Wed, May 19, 2004 - Page 20 News List

Some teams start to refuse to blow big bucks on stars


As umpire Kevin Kelly, far left, looks on, the Rockies, from back left, Mark Sweeney, Todd Greene and Royce Clayton join the rest of the team to welcome home Vinny Castilla, front center, after Castilla hit a two-run home run on against Phillies relief pitcher Tim Worrell in the ninth inning to give the Rockies a 7-6 win in Denver, Monday.


Several of the biggest beneficiaries of baseball's revenue-sharing plan have among the lowest payrolls in the majors, spending the money on prospects, not stars.

Milwaukee, Pittsburgh and Tampa Bay, the teams with the three lowest payrolls in the major leagues, all received huge increases in revenue sharing last year, according to figures obtained by AP.

All three teams, unsuccessful on the field in recent years, have chosen to invest the money in their futures.

"We're not going to spend US$10 million on one player," Pirates owner Kevin McClatchy said. "It's not going to get us to the World Series, although it might make some people feel better. We had the largest winning percentage in the minor leagues last year. For us, that's the only way we're going to compete, with our minor league system."

Under baseball's new revenue-sharing system, which changed formulas to help middle-market teams, high-revenue clubs gave up US$220 million last year to their low-revenue competitors, up from US$169 million in 2002.

Milwaukee got US$16.6 million, up from US$8.5 million, according to the figures, which were provided to the AP by a major league team executive.

Pittsburgh's share doubled from US$6.4 million to US$13.3 million, and San Diego's went from US$6.2 million to US$13.3 million. Tampa Bay's increased from US$14.6 million to US$20.5 million.

Brewers general manager Doug Melvin said his team's low payroll has led some to conclude that the team isn't spending money.

"It's not only the fans," he said. "I don't think players understand. I don't think employees in our organization understand the money that goes into player development and scouting. I have to educate them on that."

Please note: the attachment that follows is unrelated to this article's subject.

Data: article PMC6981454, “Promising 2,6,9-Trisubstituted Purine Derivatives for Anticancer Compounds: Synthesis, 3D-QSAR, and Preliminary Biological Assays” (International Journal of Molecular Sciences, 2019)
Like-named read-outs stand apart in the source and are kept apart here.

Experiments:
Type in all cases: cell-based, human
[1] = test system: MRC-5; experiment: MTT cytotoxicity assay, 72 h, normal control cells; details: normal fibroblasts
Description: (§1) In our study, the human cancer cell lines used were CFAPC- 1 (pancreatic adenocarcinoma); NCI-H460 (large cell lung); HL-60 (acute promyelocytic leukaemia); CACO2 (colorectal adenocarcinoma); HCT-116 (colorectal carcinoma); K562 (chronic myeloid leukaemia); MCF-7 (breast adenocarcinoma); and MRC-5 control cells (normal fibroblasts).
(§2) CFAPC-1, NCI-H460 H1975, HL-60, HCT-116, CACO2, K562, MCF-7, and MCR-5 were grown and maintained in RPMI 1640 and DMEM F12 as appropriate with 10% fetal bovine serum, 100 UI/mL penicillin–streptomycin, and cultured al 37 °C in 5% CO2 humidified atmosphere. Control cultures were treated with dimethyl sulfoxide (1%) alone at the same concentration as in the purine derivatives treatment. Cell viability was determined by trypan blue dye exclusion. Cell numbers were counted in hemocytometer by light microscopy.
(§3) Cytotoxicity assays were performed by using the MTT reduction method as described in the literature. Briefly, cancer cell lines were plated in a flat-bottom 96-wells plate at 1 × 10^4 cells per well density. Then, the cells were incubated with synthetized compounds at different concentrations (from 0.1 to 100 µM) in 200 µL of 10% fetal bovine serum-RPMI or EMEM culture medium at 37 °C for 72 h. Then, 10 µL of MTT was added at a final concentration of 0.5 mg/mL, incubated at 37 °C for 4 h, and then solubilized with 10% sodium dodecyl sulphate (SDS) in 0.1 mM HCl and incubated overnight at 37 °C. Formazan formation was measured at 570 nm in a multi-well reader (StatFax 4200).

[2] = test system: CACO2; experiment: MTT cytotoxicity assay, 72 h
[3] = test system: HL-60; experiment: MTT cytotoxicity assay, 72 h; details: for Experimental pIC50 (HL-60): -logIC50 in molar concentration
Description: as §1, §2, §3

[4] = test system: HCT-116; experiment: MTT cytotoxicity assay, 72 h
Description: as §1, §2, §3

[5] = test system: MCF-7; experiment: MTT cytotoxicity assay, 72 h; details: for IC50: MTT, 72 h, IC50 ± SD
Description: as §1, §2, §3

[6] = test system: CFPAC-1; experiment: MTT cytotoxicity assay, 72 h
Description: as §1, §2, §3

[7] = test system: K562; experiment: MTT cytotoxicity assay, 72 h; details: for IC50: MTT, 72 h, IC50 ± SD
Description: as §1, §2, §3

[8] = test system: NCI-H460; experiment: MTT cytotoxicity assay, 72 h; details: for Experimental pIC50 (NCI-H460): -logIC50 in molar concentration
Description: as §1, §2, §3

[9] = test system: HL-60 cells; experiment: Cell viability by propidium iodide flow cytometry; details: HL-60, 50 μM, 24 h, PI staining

Montreal, owned by the other 29 teams, received the most revenue-sharing money last year (US$29.5 million), followed by World Series champion Florida (US$21 million), Tampa Bay and Kansas City (US$19 million).

Devil Rays general manager Chuck LaMar went with youth after watching Greg Vaughn sign a big-money deal and become a bust.

"We've taken giant steps over the last several years," he said.

All teams' locally generated revenue, minus ballpark expenses, is put into a pool and divided 30 ways.

The AL champion New York Yankees paid a major league high US$52.7 million, up from US$26.6 million, and Boston's bill increased to US$38.7 million from US$17.9 million. Seattle paid the third-most (US$31 million), followed by the New York Mets (US$21.5 million), San Francisco (US$13 million) and Chicago Cubs (US$16.7 million).

Figures from 2003 haven't been audited and the 2002 numbers, while audited, still are pending final adjustments.

Yankees owner George Steinbrenner occasionally has criticized teams for not spending their revenue-sharing money. Giants owner Peter Magowan has no problems with the way low-revenue franchises are using the money.

"People tend to focus only on using the money to spend at the major league level," he said. "Teams like Pittsburgh and Milwaukee vastly improved their minor league systems through judicious investment in minor league players."

Bob DuPuy, baseball's chief operating officer, says it appears the new system is working. He cited San Diego, Tampa Bay, Cleveland, Milwaukee, Detroit, Pittsburgh and Kansas City as among the teams with young talent.

Major League Baseball will provide more than US$1 million in pensions to former Negro Leagues players through a new charitable program.

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